Being disciplined when it comes to personal finance budgeting is a key component for anyone seeking financial freedom. Taking control of your finances is the first step to starting down the road to building the life you always wanted and the quickest and easiest way to do this is with a budget. The most critical part of the personal budgeting journey is the emotional and mental side of the equation. Why? |
Our behavior with money is the reason most of us get into financial problems in the first place. Our own wants over ride our common sense and before we know it we have a house full of stuff that we end up paying for twice over. Many financial experts say that personal finance is 80 percent behavior and 20 percent math.
This is where the household budget comes into play. In this day and age the great majority of people have no idea how much money they make each month let alone where the money goes once they cash their pay check. Before long this behavior catches up with everyone and they are in perpetual catch up mode when it comes to paying bills and meeting their financial needs. A budget, if done honestly, allows you to see exactly how much money is coming in and not only how much is being spent but also what it is being spent on.
Once you see what you have been spending money on you can come to grips with the bad behavior that has gotten you, and so many others, into a financial mess. Eating out two or three nights a week, going out to lunch everyday, that morning visit to the coffee shop, they all add up and chances are once you look over your written budget you will find many areas where expenditures are a little to high and are breaking the budget.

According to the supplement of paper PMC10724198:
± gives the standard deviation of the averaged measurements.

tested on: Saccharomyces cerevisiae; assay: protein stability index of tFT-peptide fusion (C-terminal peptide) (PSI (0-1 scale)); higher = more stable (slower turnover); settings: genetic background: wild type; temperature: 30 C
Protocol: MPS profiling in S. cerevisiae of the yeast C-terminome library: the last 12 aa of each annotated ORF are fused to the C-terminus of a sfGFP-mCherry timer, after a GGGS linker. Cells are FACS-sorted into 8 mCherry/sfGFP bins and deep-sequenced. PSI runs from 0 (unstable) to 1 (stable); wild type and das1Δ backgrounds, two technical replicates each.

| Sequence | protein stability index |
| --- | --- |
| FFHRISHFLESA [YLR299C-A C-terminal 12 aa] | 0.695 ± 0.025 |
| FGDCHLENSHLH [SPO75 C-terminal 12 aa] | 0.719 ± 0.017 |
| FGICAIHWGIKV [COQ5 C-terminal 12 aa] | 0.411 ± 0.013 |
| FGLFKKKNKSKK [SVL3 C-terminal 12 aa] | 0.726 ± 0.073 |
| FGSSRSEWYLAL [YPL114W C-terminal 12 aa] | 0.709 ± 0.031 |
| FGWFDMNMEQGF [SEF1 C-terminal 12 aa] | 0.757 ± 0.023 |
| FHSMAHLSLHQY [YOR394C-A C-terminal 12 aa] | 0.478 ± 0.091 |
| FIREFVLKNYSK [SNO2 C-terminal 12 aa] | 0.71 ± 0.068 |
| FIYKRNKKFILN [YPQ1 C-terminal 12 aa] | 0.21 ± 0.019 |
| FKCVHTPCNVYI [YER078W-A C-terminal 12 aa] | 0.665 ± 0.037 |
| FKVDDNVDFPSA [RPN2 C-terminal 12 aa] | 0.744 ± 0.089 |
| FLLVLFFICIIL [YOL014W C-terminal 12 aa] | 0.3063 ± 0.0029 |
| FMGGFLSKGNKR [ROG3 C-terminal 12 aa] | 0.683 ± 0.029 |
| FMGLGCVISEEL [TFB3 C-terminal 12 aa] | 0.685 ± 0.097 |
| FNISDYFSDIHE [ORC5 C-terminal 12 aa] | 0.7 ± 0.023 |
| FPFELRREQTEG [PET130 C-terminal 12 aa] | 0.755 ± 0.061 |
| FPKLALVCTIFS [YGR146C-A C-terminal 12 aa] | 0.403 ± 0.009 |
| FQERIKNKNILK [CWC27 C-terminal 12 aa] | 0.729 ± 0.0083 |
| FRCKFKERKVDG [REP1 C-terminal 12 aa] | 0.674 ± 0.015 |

Here are four personal finance budgeting secrets to help keep a new budget on track.
1. Probably the hardest part of keeping a budget is keeping track of daily expenditures. One way to do this is to keep a small log book or ledger where you can keep track of your daily expenses.
2. Before going grocery shopping it is a good idea to make a list of the things you need. Check the fridge, the cupboards, and the pantry to make sure you aren't buying stuff you already have. Stick to the list once at the store and do not buy things not on the list.
3. Going to the store just to do some shopping is one of the easiest ways to suffer from an impulse purchase. Nothing will destroy a well thought out budget quite like an impulse purchase.
4. For large purchases over $300 or more it is a good idea to step back and wait a day or two before committing. Once given the chance to think it over chances are you will realize you don't really need it.
Personal finance budgeting is about taking responsibility for your money and hunting down and killing those behaviors that are costing you money. The beauty of the budget is it shows you exactly how your behavior with your money is affecting your financial situation.
For more information about making a personal financial budget please visit the website Household Budgets by clicking here.
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